Do you have “tight” hip flexors?

December 7, 2018

 

Have you tried stretching and stretching and they still seem “tight”??

 

It is very common for the majority of people to report their hip flexors are “tight” or are told by someone that their hip flexors are “tight.” Most of us sit a lot during the day, then go home and sit on the couch some more! Thus, our hip flexors are prone to become stiff, shortened, and weak. Most people feel a “tight” sensation in the hip flexors from so much sitting...but this often indicates hip flexor weakness!

 

So, if you have tried stretching, stretching, and more stretching and you still feel as if your hip flexors are “tight” then you may need to take a different approach!

 

So, what are your hip flexors? Where are they located? What is their main role?

 

 

 

First, you have the iliopsoas muscle made up of two muscles with a common insertion onto the bone, the iliacus and the psoas major. The psoas actually originates from the vertebral bodies in the lumbar spine while the iliacus originates in the iliac fossa of the pelvis.

 

Then, you have the TFL (aka tensor fasciae latae) that starts at the ASIS on your pelvic bone and actually inserts into your IT band that runs down the lateral thigh. And, we can’t forget about the rectus femoris muscle. This muscle is part of the quadriceps, however its attachment is at the pelvis, making it also a hip flexor!

 

These muscles all may have slightly different functions, however overall they work to flex the hip joint, stabilize the spine, and anteriorly tilt the pelvis!



How do you know if you have limited flexibility in the hip flexors??

 

 

 

So, while some people may not actually have “tight” hip flexors, there are many people that do have tight hip flexors and limited flexibility. I recommend seeing a health professional such as a physical therapist to assess you. There is a test called the “Thomas Test” which is designed to assess hip flexor flexibility. This test can determine which of the hip flexors listed above may be contributing to your impairments or problem! If you do have limited flexibility, then you may need a combination of hip flexor stretching and strengthening.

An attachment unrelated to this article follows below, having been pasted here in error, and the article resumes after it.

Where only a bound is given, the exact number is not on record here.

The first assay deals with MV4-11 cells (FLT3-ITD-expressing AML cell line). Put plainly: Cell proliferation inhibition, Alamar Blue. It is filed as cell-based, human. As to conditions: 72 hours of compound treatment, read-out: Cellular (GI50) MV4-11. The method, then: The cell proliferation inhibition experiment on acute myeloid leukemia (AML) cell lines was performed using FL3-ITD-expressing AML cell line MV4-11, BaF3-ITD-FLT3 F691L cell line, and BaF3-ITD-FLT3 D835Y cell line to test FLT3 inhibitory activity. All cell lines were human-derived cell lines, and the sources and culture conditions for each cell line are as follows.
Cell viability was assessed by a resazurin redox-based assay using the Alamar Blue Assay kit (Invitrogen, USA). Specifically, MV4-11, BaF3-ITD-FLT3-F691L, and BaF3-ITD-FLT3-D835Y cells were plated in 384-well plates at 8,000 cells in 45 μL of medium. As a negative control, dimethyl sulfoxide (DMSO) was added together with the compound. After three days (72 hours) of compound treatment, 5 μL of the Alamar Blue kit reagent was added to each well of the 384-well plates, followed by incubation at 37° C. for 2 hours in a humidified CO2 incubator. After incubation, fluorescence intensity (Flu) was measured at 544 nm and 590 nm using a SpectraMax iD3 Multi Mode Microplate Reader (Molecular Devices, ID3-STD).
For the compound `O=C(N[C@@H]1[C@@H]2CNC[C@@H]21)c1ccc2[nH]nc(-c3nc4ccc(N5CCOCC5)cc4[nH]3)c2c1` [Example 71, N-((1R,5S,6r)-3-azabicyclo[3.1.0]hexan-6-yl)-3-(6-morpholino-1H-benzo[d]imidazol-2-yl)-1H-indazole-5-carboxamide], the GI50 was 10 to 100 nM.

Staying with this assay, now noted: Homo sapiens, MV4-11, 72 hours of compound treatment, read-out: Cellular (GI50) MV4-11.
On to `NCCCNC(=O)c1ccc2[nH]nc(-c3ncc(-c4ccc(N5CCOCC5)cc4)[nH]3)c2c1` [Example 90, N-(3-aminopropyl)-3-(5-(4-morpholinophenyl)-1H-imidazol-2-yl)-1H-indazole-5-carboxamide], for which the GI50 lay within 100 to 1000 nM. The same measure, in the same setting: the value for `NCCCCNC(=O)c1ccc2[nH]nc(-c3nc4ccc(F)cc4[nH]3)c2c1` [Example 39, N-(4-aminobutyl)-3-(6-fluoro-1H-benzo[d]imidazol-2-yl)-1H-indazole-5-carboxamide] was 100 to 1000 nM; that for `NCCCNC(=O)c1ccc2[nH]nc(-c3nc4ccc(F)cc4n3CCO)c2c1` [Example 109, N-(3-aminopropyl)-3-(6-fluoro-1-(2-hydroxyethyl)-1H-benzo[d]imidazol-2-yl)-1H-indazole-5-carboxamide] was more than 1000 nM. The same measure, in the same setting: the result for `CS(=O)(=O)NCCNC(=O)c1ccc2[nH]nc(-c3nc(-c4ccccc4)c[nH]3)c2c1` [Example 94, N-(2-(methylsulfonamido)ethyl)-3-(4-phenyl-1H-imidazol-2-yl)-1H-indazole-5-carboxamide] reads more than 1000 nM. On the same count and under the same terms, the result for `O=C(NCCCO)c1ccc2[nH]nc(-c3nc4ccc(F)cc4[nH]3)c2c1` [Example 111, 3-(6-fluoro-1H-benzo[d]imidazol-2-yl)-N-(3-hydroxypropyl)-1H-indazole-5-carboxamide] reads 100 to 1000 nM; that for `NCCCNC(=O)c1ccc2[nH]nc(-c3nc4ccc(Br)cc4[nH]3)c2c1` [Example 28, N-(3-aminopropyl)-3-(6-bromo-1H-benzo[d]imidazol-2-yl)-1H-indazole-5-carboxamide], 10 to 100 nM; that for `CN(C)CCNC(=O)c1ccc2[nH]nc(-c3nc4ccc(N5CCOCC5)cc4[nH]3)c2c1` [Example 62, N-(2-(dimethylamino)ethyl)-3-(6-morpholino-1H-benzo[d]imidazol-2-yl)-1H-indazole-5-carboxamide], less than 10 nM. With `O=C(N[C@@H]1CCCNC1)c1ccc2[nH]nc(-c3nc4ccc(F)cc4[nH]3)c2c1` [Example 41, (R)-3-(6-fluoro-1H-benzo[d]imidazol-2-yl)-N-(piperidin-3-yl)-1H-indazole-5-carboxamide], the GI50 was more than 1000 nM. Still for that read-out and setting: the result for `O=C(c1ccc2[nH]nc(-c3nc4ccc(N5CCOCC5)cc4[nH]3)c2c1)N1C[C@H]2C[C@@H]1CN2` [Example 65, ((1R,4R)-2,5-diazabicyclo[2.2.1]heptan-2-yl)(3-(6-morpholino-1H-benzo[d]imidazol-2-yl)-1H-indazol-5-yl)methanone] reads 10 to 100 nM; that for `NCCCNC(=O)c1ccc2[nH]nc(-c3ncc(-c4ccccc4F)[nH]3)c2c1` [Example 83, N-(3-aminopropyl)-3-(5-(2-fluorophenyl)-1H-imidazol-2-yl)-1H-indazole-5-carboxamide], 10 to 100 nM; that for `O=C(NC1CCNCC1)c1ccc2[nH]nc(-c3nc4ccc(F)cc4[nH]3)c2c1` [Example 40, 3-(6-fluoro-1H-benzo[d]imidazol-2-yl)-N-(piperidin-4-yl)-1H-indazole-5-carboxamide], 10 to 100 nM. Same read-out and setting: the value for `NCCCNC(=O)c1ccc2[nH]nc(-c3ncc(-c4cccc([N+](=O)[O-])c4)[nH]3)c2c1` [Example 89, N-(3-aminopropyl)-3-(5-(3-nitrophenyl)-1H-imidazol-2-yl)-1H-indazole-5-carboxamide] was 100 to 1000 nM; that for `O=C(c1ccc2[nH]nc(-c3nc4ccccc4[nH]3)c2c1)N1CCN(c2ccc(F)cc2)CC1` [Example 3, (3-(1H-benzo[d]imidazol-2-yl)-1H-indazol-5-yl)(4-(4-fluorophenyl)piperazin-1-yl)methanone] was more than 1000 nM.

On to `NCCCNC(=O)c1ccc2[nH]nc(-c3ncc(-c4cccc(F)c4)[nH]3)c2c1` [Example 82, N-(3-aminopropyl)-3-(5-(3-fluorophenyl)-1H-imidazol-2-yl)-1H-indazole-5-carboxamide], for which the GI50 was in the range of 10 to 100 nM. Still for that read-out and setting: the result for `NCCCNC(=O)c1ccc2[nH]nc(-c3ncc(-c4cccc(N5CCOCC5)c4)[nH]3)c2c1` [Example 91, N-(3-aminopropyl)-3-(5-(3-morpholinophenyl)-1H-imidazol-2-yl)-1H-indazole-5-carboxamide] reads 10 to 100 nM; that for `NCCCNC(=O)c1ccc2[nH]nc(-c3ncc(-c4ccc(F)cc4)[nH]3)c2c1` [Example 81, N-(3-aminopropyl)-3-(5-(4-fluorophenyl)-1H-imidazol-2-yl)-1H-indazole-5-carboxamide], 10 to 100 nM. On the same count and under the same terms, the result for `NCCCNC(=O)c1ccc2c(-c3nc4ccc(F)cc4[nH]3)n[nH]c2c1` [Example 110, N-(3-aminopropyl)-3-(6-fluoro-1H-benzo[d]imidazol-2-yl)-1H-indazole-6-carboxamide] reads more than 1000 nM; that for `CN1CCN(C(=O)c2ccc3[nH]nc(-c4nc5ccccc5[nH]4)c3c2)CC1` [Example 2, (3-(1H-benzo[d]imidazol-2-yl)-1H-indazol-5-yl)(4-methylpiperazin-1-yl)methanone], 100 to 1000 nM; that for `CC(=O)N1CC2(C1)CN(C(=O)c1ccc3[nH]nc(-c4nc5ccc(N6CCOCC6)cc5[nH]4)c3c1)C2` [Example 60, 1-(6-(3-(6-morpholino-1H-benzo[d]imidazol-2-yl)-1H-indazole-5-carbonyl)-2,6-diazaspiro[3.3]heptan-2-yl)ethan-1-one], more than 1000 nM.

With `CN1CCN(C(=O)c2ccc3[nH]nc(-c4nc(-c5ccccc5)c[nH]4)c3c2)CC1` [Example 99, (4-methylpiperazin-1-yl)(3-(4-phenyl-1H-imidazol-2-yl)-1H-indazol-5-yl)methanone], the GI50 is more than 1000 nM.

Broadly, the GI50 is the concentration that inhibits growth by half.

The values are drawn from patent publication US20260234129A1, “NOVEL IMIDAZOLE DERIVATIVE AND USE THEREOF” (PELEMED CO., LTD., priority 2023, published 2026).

When it comes to hip flexor stretching, it is crucial that you are doing those stretches correctly because they are often done wrong and it ends up putting increased stress through the anterior joint capsule of the hip! This can cause other issues!

 

What if you pass the Thomas Test, yet still feel tightness in the hip flexors?!

 

If you’ve been assessed with the Thomas Test, yet still feel like you have “tight” hip flexors, then you likely fall into the category where you have increased tone in the hip flexors (i.e. increased muscle tension). This can occur due to poor stability of the lumbar spine/core. Our bodies are pretty amazing at compensating → what happens is the body recognizes that there is poor core stability and to compensate, the hip flexors develop increased muscle tension or tone in order to help create stabilization. But, then you get that “tight” sensation!

 

So, how do we get rid of that???

 

  1. We need to DECREASE the tone in the hip flexor muscles. This can be done via various manual therapy techniques that your physical therapist can help you with!

  2. Then, we need to improve your core control! This can look different for every person based on your specific needs and where you are at currently. See a physical therapist who can assess you & help guide you with safe exercises!

  3. Add specific strengthening exercises to strengthen the hip flexors so they can perform their main role as a hip flexor and not become overworked by also having to stabilize the core/lumbar spine!

 

One of my favorite exercises to strengthen the hip flexors while also working on core stabilization is “Lying Psoas March”, which I first saw by Dr. Zach Long (The Barbell Physio). Here is the link below:

 

https://www.youtube.com/watch?v=YMmYN3XpY8o

 

As always, make sure you are assessed by a physical therapist and not just blindly attempting exercises that may not be safe for you! A physical therapist will also help determine if there is any other issues such as ruling out a hip joint problem and ensuring that you are training safely in order to help you optimize your performance!

 

Call: 614-437-9002 or Email: khartley@grandviewprimarycare.com to schedule! :)

 

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